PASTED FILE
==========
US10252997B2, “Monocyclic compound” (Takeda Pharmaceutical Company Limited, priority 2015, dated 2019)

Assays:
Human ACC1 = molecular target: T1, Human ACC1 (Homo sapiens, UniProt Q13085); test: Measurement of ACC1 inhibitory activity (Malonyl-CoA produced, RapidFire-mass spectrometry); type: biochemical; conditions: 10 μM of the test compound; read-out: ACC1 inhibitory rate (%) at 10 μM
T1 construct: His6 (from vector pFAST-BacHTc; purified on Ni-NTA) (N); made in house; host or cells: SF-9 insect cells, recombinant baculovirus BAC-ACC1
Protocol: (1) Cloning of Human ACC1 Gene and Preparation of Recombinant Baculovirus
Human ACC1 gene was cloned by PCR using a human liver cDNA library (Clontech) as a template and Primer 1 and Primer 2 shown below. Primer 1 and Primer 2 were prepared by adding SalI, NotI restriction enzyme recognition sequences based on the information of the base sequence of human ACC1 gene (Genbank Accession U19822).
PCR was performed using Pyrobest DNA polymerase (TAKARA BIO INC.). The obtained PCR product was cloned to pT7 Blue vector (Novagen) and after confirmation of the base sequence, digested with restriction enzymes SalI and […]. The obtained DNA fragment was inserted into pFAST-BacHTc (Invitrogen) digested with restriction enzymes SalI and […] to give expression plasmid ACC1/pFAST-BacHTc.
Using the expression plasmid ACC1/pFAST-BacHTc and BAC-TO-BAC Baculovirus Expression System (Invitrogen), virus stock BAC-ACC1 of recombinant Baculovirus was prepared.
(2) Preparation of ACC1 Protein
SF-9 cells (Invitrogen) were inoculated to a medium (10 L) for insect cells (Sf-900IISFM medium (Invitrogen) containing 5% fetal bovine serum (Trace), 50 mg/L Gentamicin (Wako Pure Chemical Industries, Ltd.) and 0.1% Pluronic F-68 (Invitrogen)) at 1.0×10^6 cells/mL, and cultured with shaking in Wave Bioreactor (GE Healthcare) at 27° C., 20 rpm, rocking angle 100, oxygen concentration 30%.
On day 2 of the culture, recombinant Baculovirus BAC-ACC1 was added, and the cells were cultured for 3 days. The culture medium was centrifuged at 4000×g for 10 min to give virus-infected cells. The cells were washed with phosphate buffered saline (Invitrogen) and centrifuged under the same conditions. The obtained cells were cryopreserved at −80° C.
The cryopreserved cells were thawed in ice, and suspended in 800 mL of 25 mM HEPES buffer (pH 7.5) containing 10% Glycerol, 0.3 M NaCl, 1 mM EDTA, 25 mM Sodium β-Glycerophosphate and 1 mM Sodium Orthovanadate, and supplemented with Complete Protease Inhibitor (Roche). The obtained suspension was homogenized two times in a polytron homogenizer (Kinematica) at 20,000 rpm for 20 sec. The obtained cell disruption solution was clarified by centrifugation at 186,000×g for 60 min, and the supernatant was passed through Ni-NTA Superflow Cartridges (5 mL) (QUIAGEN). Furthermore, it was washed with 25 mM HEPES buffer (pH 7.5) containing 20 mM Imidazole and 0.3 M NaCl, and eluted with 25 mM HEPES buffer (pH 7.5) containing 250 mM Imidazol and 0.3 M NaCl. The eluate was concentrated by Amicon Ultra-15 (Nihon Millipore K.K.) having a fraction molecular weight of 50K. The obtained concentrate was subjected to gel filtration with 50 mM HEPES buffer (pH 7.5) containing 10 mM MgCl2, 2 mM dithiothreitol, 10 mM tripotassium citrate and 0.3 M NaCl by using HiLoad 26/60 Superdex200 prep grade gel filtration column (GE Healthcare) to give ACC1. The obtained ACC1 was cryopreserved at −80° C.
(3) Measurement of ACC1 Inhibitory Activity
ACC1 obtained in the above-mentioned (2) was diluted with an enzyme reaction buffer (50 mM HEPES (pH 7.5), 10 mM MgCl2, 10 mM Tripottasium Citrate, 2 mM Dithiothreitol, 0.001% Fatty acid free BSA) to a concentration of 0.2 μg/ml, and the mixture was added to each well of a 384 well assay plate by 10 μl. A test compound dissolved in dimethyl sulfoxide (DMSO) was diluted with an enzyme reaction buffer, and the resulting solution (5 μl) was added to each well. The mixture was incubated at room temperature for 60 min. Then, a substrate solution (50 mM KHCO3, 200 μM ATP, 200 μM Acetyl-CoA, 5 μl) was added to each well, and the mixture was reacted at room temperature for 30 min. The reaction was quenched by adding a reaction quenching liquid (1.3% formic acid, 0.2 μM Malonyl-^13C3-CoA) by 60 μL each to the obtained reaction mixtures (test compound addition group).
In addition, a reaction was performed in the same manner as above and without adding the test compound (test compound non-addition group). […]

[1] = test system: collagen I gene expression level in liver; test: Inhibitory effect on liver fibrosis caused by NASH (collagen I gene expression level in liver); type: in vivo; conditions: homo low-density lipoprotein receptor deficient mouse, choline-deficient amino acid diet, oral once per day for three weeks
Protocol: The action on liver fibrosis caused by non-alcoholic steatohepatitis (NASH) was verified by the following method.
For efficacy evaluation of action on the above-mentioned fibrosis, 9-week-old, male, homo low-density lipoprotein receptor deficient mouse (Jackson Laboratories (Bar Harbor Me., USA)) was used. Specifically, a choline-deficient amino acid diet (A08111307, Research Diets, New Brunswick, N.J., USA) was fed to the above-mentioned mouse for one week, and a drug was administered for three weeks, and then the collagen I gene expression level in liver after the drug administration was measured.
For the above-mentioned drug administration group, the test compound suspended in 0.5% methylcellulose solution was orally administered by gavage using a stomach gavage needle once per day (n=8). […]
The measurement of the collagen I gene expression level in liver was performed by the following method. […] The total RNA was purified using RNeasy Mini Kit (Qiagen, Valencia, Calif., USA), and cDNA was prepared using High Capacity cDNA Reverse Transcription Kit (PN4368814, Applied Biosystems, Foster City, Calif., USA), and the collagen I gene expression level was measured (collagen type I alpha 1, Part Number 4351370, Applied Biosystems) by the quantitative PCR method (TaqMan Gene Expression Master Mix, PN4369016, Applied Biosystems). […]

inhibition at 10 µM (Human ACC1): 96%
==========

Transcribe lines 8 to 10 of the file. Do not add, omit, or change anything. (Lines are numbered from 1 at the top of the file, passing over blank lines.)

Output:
Using the expression plasmid ACC1/pFAST-BacHTc and BAC-TO-BAC Baculovirus Expression System (Invitrogen), virus stock BAC-ACC1 of recombinant Baculovirus was prepared.
(2) Preparation of ACC1 Protein
SF-9 cells (Invitrogen) were inoculated to a medium (10 L) for insect cells (Sf-900IISFM medium (Invitrogen) containing 5% fetal bovine serum (Trace), 50 mg/L Gentamicin (Wako Pure Chemical Industries, Ltd.) and 0.1% Pluronic F-68 (Invitrogen)) at 1.0×10^6 cells/mL, and cultured with shaking in Wave Bioreactor (GE Healthcare) at 27° C., 20 rpm, rocking angle 100, oxygen concentration 30%.